Surgery on any part of the body creates massive vulnerability, but especially in the oral cavity, opening the skin provides opportunity for infection. There are various organisms which naturally live in the mouth, not to mention all the exogenous (meaning, from outside the body) substances placed there for consumption bring in more potential pathogens. The mouth and oral area heals quite quickly because of this risk, but there are strategies you can employ to reduce risk of infection and support healing.
Nutrition plays a significant role in recovery from surgery, more so if the one is part of an already compromised group (Giridhar, 2016). Oral and jaw surgery in particular, pose an increased nutritional threat as it interferes with the one's ability to eat normally post-surgery. Soups, smoothies and broths will be required until normal functions of the mouth or jaw can resume. Depending on the operation, the covering Doctor may provide oral antibiotics and/or an oral rinse to prevent infection from Staphylococcus aureus or streptococci (penicillin-sensitive) (Otero, Detriche & Mommaerts, 2017). This is good to note, as a naturopath can compliment the treatment with other antimicrobial herbals or support the body around this.
The top 3 areas within nutrition that are important for post-operative care are: protein, immune supportive vitamins and minerals (to prevent infection), as well as vitamins and minerals which support tissue healing. Protein is required for cellular proliferation including immune cells, tissue repair and maintenance, in addition to energy. Giridhar (2016) suggests bone broth as an easily digestible protein source (specifically glutamine and arginine containing) that’s accessible for patients after oral surgery, though a protein powder drink may be used as an alternative. Vitamins which support the immune system and tissue healing include vitamin A, and C, in addition to the minerals zinc, selenium and magnesium (Giridhar, 2016; Palmieri, et al. 2019; Barchitta, et al. 2019). Vitamin A supports B and T cell function, antibody production, and aids in development of epithelial cells and fibroblast activity (Barchitta, et. al, 2019). B vitamins are also important in collagen synthesis. Vitamin C has many uses, but in this case it is used in wound healing by calling cells to the wound site, collagen synthesis in increasing stability and strength of the collagen matrix; as well as antioxidant activity (Barchitta, et. al, 2019). The mineral Zinc is highly involved in cell replication - especially in immune cells, activating lymphocytes, producing antibodies, collagen production and fibroblast production (Barchitta, et. al, 2019). Therefore, focussing on nutrient dense foods - fruits and vegetables (rainbow foods), and rich protein sources - which can be easily blended or minced (at least initially) will support the healing process. You may like to use the rainbow foods idea to help vary sources of vitamins and minerals. Focus on reds, purples, oranges and deep greens.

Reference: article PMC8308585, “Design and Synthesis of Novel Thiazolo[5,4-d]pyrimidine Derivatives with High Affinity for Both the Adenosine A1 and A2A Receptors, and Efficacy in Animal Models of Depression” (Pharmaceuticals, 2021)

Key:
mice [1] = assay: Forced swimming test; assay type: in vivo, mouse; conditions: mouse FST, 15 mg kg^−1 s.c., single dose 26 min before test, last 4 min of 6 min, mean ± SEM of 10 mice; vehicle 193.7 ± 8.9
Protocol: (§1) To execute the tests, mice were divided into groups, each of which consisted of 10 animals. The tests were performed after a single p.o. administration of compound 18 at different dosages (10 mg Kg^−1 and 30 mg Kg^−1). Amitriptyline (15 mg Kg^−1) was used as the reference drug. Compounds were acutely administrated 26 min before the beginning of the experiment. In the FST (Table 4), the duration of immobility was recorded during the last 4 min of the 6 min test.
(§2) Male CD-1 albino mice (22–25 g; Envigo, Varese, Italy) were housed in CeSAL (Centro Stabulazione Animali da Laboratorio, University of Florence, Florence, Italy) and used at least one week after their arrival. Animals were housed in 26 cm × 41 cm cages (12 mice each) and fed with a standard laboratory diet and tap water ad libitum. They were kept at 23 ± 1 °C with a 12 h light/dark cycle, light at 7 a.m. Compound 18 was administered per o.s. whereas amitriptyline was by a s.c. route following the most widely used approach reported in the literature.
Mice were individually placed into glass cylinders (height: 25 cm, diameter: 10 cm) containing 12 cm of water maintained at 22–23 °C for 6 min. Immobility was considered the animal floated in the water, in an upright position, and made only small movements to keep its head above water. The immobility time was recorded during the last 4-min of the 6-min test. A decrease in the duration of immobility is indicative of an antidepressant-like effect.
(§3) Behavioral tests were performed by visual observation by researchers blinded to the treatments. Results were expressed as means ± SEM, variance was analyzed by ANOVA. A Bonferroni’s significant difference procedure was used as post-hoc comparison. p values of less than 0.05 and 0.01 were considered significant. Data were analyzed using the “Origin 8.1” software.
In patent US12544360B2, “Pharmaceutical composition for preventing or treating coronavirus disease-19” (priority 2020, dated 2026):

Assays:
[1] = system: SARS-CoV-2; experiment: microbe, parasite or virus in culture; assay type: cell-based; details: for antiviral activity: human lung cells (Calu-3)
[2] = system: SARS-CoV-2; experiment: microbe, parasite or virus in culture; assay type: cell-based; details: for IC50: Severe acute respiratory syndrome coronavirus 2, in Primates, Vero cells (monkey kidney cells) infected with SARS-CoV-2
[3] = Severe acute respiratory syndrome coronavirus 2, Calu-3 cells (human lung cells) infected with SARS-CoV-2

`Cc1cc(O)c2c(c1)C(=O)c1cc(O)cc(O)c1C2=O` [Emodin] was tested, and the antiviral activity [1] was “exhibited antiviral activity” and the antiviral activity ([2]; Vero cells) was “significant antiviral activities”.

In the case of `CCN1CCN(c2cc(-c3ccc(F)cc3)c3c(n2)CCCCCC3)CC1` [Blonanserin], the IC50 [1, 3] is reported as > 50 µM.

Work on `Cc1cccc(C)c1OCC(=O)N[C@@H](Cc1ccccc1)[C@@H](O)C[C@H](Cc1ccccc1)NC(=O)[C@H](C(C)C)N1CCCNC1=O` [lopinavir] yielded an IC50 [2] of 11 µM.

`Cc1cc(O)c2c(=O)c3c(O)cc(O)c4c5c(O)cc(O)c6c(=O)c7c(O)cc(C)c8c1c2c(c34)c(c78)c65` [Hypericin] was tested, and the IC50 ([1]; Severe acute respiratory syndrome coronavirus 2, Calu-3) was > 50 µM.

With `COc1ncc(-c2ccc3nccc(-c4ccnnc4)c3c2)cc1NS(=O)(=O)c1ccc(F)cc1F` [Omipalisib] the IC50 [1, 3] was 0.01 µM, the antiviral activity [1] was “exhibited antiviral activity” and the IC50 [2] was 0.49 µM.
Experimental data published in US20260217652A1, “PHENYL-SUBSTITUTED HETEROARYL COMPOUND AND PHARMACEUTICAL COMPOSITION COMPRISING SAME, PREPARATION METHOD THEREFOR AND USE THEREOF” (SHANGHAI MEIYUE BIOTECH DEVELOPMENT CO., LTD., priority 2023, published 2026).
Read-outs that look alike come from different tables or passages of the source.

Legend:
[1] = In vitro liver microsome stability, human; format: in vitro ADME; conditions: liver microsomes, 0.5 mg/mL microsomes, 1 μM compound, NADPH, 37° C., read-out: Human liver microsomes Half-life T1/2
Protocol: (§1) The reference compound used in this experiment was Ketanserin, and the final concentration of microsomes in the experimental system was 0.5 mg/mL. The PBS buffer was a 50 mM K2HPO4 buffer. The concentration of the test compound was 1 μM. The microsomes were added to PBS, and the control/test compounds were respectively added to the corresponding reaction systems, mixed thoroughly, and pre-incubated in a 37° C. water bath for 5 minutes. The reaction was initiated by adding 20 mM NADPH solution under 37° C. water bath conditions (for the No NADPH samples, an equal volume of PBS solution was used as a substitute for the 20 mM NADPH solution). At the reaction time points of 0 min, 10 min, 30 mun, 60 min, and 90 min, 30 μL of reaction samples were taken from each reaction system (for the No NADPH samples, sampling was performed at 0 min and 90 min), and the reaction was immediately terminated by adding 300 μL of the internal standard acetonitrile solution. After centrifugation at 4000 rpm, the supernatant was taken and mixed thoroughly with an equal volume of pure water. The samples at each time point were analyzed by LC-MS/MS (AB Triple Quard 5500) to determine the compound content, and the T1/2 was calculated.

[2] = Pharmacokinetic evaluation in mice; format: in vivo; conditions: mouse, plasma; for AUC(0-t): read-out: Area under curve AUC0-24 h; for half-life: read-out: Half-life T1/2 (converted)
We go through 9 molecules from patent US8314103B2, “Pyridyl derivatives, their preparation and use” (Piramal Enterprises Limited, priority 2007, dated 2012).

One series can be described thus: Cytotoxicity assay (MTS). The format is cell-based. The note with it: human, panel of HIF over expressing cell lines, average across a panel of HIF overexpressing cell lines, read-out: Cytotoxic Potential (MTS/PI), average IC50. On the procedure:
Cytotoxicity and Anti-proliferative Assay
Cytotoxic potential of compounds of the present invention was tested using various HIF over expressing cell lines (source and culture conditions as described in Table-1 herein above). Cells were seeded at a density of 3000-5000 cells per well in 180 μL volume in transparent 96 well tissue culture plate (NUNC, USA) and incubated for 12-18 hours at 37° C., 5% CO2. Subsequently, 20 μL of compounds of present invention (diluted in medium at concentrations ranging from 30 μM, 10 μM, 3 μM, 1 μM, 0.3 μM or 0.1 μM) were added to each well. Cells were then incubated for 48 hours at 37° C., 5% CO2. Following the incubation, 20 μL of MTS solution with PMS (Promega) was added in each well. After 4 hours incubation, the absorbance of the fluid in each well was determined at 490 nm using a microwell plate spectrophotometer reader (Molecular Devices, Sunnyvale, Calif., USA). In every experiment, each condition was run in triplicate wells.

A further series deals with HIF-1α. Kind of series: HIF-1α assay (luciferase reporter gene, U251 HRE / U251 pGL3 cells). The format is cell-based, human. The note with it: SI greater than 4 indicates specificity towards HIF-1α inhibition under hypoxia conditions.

Slight side note: Barchitta, et. al (2019) also suggests the use of curcmin in improving wound healing via reducing excessive inflammation, facilitating collagen synthesis and fibroblast functions.
Barchitta, M., Maugeri, A., Favara, G., Lio, R., Evola, G., Agodi, A. & Basile, G. (2019). Nutrition and Wound Healing: An Overview Focusing on the Beneficial Effects of Curcumin. International Journal of Molecular Sciences, vol 20. Issue 5. Retrieved from: https://www.ncbi.nlm.nih.gov/pmc/articles/PMC6429075/
Giridhar, V. (2016). Role of nutrition in oral and maxillofacial surgery patients. National Journal of Macillofacial surgery, vol 7. Issue 1. Retrieved from: https://www.ncbi.nlm.nih.gov/pmc/articles/PMC5242071/
Otero, J., Detriche, O. & Mommaerts, M. (2017). Fast-track Orthognathic Surgery: An Evidence-based Review. Annals of Maxillofacial Surgery, vol 7. Issue 2. Retrieved from: https://www.ncbi.nlm.nih.gov/pmc/articles/PMC5717890/
Palmieri, B., Vadala, M. & Laurino, C. (2019). Nutrition in wound healing: investigation of the molecular mechanisms, a narrative review. Journal of Wound Care, voll 28. Issue 10. Retrieved from: https://pubmed.ncbi.nlm.nih.gov/31600106/#:~:text=In%20the%20proliferative%20phase%2C%20vitamin,vera%20supports%20granulation%20tissue%20generation.